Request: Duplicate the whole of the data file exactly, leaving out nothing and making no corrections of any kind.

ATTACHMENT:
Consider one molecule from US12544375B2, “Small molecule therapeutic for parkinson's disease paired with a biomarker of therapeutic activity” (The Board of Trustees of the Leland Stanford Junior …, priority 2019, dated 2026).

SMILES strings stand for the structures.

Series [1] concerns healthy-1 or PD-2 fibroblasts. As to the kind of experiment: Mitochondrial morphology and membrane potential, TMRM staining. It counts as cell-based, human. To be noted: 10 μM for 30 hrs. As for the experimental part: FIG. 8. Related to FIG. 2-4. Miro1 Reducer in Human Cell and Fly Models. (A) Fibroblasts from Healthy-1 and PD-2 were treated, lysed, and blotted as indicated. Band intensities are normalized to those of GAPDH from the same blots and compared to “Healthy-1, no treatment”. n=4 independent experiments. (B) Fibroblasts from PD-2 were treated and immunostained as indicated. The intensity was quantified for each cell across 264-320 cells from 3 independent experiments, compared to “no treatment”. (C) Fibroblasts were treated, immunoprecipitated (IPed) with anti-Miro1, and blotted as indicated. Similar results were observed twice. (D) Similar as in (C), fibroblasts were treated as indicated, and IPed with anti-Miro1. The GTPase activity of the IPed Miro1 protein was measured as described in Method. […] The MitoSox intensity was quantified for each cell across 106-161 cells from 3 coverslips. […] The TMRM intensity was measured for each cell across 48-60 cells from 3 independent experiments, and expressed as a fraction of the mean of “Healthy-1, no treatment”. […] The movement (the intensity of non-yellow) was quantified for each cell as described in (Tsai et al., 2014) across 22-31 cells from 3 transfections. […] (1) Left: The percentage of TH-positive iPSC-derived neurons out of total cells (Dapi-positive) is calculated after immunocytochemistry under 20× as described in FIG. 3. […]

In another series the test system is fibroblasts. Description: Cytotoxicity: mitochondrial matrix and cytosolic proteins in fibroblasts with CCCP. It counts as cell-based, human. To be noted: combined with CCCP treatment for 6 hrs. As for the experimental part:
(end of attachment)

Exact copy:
Consider one molecule from US12544375B2, “Small molecule therapeutic for parkinson's disease paired with a biomarker of therapeutic activity” (The Board of Trustees of the Leland Stanford Junior …, priority 2019, dated 2026).

SMILES strings stand for the structures.

Series [1] concerns healthy-1 or PD-2 fibroblasts. As to the kind of experiment: Mitochondrial morphology and membrane potential, TMRM staining. It counts as cell-based, human. To be noted: 10 μM for 30 hrs. As for the experimental part: FIG. 8. Related to FIG. 2-4. Miro1 Reducer in Human Cell and Fly Models. (A) Fibroblasts from Healthy-1 and PD-2 were treated, lysed, and blotted as indicated. Band intensities are normalized to those of GAPDH from the same blots and compared to “Healthy-1, no treatment”. n=4 independent experiments. (B) Fibroblasts from PD-2 were treated and immunostained as indicated. The intensity was quantified for each cell across 264-320 cells from 3 independent experiments, compared to “no treatment”. (C) Fibroblasts were treated, immunoprecipitated (IPed) with anti-Miro1, and blotted as indicated. Similar results were observed twice. (D) Similar as in (C), fibroblasts were treated as indicated, and IPed with anti-Miro1. The GTPase activity of the IPed Miro1 protein was measured as described in Method. […] The MitoSox intensity was quantified for each cell across 106-161 cells from 3 coverslips. […] The TMRM intensity was measured for each cell across 48-60 cells from 3 independent experiments, and expressed as a fraction of the mean of “Healthy-1, no treatment”. […] The movement (the intensity of non-yellow) was quantified for each cell as described in (Tsai et al., 2014) across 22-31 cells from 3 transfections. […] (1) Left: The percentage of TH-positive iPSC-derived neurons out of total cells (Dapi-positive) is calculated after immunocytochemistry under 20× as described in FIG. 3. […]

In another series the test system is fibroblasts. Description: Cytotoxicity: mitochondrial matrix and cytosolic proteins in fibroblasts with CCCP. It counts as cell-based, human. To be noted: combined with CCCP treatment for 6 hrs. As for the experimental part: